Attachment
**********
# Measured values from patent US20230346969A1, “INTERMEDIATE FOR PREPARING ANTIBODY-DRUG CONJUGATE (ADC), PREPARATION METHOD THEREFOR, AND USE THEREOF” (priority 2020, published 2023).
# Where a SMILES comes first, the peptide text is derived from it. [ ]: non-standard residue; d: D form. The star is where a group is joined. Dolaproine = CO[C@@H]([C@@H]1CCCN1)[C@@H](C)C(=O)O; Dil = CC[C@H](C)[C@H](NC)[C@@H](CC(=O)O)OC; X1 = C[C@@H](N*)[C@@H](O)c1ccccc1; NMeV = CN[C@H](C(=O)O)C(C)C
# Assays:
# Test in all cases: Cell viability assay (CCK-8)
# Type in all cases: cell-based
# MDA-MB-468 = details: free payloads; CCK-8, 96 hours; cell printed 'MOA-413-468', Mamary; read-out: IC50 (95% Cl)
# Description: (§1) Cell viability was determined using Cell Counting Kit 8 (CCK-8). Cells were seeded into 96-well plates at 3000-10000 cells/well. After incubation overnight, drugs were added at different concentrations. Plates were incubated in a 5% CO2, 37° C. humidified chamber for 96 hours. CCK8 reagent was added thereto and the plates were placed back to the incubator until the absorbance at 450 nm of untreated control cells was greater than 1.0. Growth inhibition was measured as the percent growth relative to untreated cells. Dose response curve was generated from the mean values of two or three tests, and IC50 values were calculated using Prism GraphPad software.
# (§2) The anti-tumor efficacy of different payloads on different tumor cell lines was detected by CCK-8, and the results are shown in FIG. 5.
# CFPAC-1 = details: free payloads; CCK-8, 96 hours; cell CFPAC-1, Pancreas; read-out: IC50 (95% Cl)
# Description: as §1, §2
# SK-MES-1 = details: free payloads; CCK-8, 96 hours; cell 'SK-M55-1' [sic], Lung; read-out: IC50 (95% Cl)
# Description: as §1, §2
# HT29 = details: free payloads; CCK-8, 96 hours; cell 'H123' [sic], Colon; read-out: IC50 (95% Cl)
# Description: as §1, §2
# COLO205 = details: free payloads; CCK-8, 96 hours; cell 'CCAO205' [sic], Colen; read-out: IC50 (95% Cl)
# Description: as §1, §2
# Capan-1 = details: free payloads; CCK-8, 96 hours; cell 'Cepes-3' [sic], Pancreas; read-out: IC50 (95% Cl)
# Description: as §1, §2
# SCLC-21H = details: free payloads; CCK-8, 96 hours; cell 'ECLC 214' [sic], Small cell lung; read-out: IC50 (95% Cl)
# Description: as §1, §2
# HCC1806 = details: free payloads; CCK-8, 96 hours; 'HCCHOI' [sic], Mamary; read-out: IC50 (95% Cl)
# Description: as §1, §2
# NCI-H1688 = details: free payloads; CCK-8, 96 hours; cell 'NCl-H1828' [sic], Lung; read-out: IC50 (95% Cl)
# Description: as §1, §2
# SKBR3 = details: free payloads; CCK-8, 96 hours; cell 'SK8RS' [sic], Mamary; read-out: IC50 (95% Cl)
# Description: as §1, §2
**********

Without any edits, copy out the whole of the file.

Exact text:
# Measured values from patent US20230346969A1, “INTERMEDIATE FOR PREPARING ANTIBODY-DRUG CONJUGATE (ADC), PREPARATION METHOD THEREFOR, AND USE THEREOF” (priority 2020, published 2023).
# Where a SMILES comes first, the peptide text is derived from it. [ ]: non-standard residue; d: D form. The star is where a group is joined. Dolaproine = CO[C@@H]([C@@H]1CCCN1)[C@@H](C)C(=O)O; Dil = CC[C@H](C)[C@H](NC)[C@@H](CC(=O)O)OC; X1 = C[C@@H](N*)[C@@H](O)c1ccccc1; NMeV = CN[C@H](C(=O)O)C(C)C
# Assays:
# Test in all cases: Cell viability assay (CCK-8)
# Type in all cases: cell-based
# MDA-MB-468 = details: free payloads; CCK-8, 96 hours; cell printed 'MOA-413-468', Mamary; read-out: IC50 (95% Cl)
# Description: (§1) Cell viability was determined using Cell Counting Kit 8 (CCK-8). Cells were seeded into 96-well plates at 3000-10000 cells/well. After incubation overnight, drugs were added at different concentrations. Plates were incubated in a 5% CO2, 37° C. humidified chamber for 96 hours. CCK8 reagent was added thereto and the plates were placed back to the incubator until the absorbance at 450 nm of untreated control cells was greater than 1.0. Growth inhibition was measured as the percent growth relative to untreated cells. Dose response curve was generated from the mean values of two or three tests, and IC50 values were calculated using Prism GraphPad software.
# (§2) The anti-tumor efficacy of different payloads on different tumor cell lines was detected by CCK-8, and the results are shown in FIG. 5.
# CFPAC-1 = details: free payloads; CCK-8, 96 hours; cell CFPAC-1, Pancreas; read-out: IC50 (95% Cl)
# Description: as §1, §2
# SK-MES-1 = details: free payloads; CCK-8, 96 hours; cell 'SK-M55-1' [sic], Lung; read-out: IC50 (95% Cl)
# Description: as §1, §2
# HT29 = details: free payloads; CCK-8, 96 hours; cell 'H123' [sic], Colon; read-out: IC50 (95% Cl)
# Description: as §1, §2
# COLO205 = details: free payloads; CCK-8, 96 hours; cell 'CCAO205' [sic], Colen; read-out: IC50 (95% Cl)
# Description: as §1, §2
# Capan-1 = details: free payloads; CCK-8, 96 hours; cell 'Cepes-3' [sic], Pancreas; read-out: IC50 (95% Cl)
# Description: as §1, §2
# SCLC-21H = details: free payloads; CCK-8, 96 hours; cell 'ECLC 214' [sic], Small cell lung; read-out: IC50 (95% Cl)
# Description: as §1, §2
# HCC1806 = details: free payloads; CCK-8, 96 hours; 'HCCHOI' [sic], Mamary; read-out: IC50 (95% Cl)
# Description: as §1, §2
# NCI-H1688 = details: free payloads; CCK-8, 96 hours; cell 'NCl-H1828' [sic], Lung; read-out: IC50 (95% Cl)
# Description: as §1, §2
# SKBR3 = details: free payloads; CCK-8, 96 hours; cell 'SK8RS' [sic], Mamary; read-out: IC50 (95% Cl)
# Description: as §1, §2